Washington, DC — The U.S. Department of Interior has told its elite ecological scientists that they have to raise 20 percent of their own salaries and research funds from outside sources, according to memos released today by Public Employees for Environmental Responsibility (PEER). This new “business practices” policy jeopardizes long-term research, skews scientific priorities and causes researchers to spend time scrambling for funds, say affected scientists in a PEER survey released today.

Over the past several months, Interior’s top ecological scientists are being told to collect larger and larger percentages of assigned agency overhead from research partners. Researchers working in at least three of the agency’s main science centers are responsible for obtaining at least one-fifth of their salaries from industry, academia or other government “customers.”

“This new fee-for-science approach means that critical long-term inquiries into the fundamental building blocks of nature will end up on the chopping block,” stated PEER Program Director Rebecca Roose, noting that basic biological research is at a disadvantage in fundraising relative to short-term applied projects that promise tangible results for financial backers. “Under this latest Bush administration scheme, science that lacks immediate economic value apparently has no value.”

The scientists given fundraising targets are within the Biological Resources Discipline of the U.S. Geological Survey. BRD consists of biologists, ecologists, hydrologists and other specialists who study how ecosystems function and what is required for environmental health.

To gauge how the emerging “business practices” was affecting research activity PEER sent a survey to all 858 BRD scientists. More than a fifth of the scientists responded and delivered an overwhelmingly negative review of the fundraising policy and the status of science within Interior:

  • More than three out of four respondents found Interior’s “business practices” failing to produce any positive results. Only one in 20 found any positive impact;
  • Two in three did not believe “research funding matches research priorities.” Three out of four contended that long-term research receives inadequate support; and
  • More than six out of seven said that BRD lacked the resources “to adequately perform its mission” of providing basic “scientific understanding and technologies needed to support the sound management and conservation of our nation’s biological resources;”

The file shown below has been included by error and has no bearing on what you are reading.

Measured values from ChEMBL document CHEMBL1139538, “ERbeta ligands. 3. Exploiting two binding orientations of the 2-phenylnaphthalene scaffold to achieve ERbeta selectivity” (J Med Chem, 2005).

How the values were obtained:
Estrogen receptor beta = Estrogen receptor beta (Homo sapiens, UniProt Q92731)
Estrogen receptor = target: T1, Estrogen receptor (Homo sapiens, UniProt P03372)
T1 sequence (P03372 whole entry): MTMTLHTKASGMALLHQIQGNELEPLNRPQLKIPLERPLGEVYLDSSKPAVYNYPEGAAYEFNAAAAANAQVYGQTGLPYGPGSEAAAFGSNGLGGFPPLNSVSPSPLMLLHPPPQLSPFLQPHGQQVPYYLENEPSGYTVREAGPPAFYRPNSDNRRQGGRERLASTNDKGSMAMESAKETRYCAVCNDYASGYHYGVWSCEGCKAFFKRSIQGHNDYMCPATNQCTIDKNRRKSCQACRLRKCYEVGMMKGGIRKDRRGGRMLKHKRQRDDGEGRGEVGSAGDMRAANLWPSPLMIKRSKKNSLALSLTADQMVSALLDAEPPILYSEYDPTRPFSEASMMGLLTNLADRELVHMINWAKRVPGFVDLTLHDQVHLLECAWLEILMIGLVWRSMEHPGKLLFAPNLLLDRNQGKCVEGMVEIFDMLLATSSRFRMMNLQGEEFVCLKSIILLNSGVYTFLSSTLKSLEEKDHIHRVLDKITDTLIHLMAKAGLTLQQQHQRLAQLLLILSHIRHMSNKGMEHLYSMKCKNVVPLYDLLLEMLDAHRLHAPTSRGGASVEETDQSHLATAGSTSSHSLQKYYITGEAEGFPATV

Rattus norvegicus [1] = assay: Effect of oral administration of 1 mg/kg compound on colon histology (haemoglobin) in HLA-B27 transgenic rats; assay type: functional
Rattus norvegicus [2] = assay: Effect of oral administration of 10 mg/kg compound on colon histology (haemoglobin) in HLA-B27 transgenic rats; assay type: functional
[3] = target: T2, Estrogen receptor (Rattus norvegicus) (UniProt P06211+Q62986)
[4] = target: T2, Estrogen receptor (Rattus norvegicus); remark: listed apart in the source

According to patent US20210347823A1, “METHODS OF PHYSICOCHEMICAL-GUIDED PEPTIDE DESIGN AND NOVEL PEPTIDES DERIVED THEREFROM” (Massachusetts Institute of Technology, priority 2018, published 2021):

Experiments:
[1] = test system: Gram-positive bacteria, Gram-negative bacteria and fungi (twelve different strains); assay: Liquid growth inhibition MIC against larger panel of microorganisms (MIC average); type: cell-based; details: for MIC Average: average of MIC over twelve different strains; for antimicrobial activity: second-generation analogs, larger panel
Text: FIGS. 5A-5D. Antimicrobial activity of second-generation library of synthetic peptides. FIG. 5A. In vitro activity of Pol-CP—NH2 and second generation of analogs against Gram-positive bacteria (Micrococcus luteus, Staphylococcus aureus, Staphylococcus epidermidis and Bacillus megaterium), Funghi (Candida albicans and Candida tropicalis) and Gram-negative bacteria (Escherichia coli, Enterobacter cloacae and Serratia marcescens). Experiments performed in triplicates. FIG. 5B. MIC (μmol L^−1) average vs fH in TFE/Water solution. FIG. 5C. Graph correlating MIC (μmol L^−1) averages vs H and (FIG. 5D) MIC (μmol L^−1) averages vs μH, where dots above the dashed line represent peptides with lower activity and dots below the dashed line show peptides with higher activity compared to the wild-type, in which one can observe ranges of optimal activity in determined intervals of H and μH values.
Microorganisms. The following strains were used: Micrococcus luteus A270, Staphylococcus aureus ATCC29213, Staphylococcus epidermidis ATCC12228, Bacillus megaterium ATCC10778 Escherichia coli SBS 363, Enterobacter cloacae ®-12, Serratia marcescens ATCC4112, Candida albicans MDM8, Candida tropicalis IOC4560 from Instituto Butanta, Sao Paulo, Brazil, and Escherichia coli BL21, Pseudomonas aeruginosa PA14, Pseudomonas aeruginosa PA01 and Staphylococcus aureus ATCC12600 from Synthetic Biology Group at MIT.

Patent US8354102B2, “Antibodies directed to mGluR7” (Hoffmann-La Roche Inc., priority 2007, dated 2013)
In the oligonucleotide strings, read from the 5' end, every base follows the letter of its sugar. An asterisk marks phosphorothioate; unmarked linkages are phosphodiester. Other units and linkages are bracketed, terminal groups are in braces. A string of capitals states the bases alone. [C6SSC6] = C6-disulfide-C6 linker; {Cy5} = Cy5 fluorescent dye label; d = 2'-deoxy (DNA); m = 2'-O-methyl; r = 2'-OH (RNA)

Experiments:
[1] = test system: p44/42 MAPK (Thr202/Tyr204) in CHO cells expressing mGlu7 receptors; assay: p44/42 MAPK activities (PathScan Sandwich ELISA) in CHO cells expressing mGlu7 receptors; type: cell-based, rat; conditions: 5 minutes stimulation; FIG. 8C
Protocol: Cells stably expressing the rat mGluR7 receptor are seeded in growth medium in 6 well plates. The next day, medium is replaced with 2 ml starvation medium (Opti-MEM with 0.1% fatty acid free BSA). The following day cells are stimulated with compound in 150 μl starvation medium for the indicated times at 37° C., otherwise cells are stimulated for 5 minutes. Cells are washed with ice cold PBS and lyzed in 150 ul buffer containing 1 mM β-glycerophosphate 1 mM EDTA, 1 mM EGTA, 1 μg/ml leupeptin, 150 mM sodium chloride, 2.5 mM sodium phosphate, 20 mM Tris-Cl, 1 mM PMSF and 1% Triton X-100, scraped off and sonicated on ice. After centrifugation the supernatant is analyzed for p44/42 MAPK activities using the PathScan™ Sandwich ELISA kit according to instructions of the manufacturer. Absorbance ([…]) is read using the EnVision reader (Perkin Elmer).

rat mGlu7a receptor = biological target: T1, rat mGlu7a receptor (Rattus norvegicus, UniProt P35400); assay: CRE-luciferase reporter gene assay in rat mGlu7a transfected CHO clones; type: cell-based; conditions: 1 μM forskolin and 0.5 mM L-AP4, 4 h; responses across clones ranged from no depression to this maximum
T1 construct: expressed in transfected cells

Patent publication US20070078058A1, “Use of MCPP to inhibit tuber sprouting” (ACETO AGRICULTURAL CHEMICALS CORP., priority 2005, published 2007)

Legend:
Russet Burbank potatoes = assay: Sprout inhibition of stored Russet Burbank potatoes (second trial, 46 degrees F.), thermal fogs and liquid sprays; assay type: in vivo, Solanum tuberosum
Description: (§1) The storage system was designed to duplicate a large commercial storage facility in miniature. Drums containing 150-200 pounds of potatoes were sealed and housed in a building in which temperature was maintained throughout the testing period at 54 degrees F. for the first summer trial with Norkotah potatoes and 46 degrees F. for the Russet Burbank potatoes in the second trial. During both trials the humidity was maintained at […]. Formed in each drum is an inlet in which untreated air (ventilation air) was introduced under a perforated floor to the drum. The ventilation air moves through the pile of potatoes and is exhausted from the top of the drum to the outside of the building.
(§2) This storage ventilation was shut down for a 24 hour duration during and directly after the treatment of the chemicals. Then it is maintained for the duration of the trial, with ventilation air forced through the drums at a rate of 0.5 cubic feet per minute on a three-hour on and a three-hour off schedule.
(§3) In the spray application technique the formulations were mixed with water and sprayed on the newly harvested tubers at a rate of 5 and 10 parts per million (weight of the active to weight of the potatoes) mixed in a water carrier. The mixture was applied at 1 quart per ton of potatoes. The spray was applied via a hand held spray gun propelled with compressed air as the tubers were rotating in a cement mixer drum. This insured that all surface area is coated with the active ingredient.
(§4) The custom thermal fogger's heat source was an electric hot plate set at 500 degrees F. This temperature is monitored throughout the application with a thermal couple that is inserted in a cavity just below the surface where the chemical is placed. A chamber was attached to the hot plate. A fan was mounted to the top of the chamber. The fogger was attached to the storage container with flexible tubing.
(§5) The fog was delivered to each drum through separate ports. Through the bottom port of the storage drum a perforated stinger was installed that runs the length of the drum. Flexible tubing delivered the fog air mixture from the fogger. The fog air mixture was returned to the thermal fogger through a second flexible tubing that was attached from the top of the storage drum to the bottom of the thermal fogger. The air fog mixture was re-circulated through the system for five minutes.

As one scientist wrote, “Directing scientists to generate salary not only creates a work environment that can compromise the objectivity of science but also switches a scientist’s creativity from the pursuit of knowledge to the pursuit of economic reward.” That concern was echoed in scientists’ assessments of their own effectiveness:

  • More than three out of five admitted that their effectiveness as a BRD scientist was lower or much lower than it was three years ago;
  • Nearly two out of three registered decreased job satisfaction. Barely one in ten maintained that morale within BRD was good. No respondent said morale was excellent. Little more than a third “would recommend that young scientists consider BRD as a career;” and
  • More than four in five felt administrative demands interfered “with my ability to conduct research.”

Scientists also reported being in a double bind of being told, on one hand, to solicit outside financial support but, on the other hand, being saddled with excessively high overhead charges that made BRD projects unattractive to potential sponsors. Nearly nine out of ten respondents agreed that “overhead costs for research projects limit which research projects will be undertaken.”

In a survey essay on how to improve science at BRD, one scientist pleaded for “adequate base funding so I don’t have to spend my time begging my salary from customers through reimbursable contracts.” Another wrote: “It is ridiculous for USGS to take the limited dollars the NPS, BLM, FWS and other agencies have for research into their crucial needs and use it to pay for our pencils.”

“The thrust of Interior’s ‘business practices’ is to reward slick sales techniques and office politics above scientific rigor or ecological value,” added Roose, who conducted the survey. “This policy change strips research independence from Interior’s top scientists, reducing vital ecological research to nothing more than a cost center.”

Most of the BRD scientists had been drawn from the U.S. Fish & Wildlife Service and National Park Service a decade ago under former Interior Secretary Bruce Babbitt, who planned to create a new agency called the National Biological Survey. Congress blocked Babbitt’s plan and the researchers were ultimately housed within the U.S. Geological Survey.


Read a memo announcing the 20 percent BRD fundraising quota

Look at PEER survey results for BRD

View the scientists’ essays on how to improve the quality of BRD science

See an analysis of the implications of Interior’s research policies

Revisit this spring’s attempt by U.S. Bureau of Reclamation to rate scientists on the basis of how much money they raised


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